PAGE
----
UAE government partners with LinkedIn on skills programme for Emirati women

More than 2,000 young people will receive training to prepare them for a rapidly changing workplace

A photo of smiling Emirati businesswoman with laptop. Middle Eastern professional in traditional arab attire of abaya and hijab. She is sitting at conference table. Office worker is looking away while working in brightly lit office.Dubai, United Arab Emirates.

A new partnership between the UAE government and social media company LinkedIn aims to provide young Emirati women with the skills to thrive in a rapidly changing workforce.

The Future Skills for Women programme, an initiative between the Government Development and the Future office of the UAE Government and Microsoft-owned LinkedIn will equip 2,000-plus young Emirati women with the skills for private-sector jobs, enabling them to participate in the future of the country and grow their contribution to the economy, a government statement said.

Focusing on future skills is “a top priority for the UAE government amid the changing employment landscape, where constant upskilling and reskilling are necessary to keep pace with the growing disruptions caused by technology across all sectors”, Ohoud Al Roumi, Minister of State for Governmental Development and Future, said.

The female participation rate in the UAE workforce is far higher than the Middle East and North Africa average at 46 per cent, rising to 66 per cent in the public sector. A rule was also introduced in March this year making it compulsory for all stock market listed companies to have at least one female director on their boards.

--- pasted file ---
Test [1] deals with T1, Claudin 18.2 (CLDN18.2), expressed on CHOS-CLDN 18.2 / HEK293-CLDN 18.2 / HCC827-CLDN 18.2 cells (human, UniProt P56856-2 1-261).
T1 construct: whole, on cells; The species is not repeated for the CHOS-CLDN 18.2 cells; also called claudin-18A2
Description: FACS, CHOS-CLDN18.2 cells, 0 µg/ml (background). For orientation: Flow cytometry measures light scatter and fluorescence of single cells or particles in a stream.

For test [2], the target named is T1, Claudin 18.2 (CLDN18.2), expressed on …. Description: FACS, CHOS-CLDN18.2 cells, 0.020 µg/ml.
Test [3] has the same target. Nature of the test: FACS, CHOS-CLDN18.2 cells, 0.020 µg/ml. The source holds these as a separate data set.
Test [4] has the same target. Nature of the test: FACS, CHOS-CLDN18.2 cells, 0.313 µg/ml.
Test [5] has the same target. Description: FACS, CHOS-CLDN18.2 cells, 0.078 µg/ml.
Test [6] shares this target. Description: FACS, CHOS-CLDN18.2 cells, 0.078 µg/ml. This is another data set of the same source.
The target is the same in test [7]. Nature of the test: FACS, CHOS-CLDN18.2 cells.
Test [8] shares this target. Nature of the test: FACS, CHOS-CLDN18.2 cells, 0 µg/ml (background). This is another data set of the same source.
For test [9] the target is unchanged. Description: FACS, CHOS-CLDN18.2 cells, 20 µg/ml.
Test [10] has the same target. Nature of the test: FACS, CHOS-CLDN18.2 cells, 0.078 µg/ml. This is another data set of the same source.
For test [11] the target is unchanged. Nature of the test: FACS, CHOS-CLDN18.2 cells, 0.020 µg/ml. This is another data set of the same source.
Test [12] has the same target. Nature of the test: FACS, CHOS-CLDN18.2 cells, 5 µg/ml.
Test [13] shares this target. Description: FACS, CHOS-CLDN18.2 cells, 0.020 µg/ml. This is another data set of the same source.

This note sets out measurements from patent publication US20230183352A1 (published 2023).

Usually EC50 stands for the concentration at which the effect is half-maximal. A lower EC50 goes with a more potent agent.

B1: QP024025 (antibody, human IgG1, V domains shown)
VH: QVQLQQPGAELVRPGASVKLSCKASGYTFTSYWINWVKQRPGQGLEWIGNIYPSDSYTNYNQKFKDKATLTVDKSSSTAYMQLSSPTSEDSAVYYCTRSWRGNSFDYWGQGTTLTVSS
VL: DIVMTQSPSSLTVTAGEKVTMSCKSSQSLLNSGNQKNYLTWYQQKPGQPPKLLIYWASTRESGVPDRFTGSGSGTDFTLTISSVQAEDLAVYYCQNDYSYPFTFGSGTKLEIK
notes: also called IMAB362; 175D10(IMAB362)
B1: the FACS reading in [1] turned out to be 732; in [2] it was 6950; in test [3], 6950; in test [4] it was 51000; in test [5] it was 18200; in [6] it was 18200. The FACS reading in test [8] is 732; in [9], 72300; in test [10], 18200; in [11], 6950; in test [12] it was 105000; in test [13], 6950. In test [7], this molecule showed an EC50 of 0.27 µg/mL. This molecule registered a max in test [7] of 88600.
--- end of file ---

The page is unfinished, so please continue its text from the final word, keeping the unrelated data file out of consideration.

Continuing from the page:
The Mena region has the lowest female labour force participation rate in the world, at only 22 per cent last year, compared with 77 per cent for men, according to the World Bank.

But the region was among the top two globally for the most progressive regulatory changes, according to its Women, Business and the Law report.

The Future Skills for Women programme in the UAE will provide participants with more than 1,000 training hours covering skills such as lifelong learning, communication and technology, the statement said.

“Our data indicates a gap in the representation of women in the majority of fast-changing jobs around the world, most notably those jobs related to technology and its applications,” Sue Duke, head of global public policy at LinkedIn, said.

“We must ensure that women are well represented by making gender equality a priority for governments and businesses around the world. In order to achieve this, recruitment practices must focus as much on skills and capabilities as they do on formal qualifications.”

The programme will create online communities, bringing together learners and experts to share knowledge and ideas as well as connecting people to companies offering job opportunities and career development. It will also organise workshops and webinars with professionals from the UAE and abroad.

It is one of a number of initiatives the government is developing with private-sector partners to create programmes allowing it to “manage rapid global changes, increase future readiness and advance the social and economic progress of the UAE”, the statement said.

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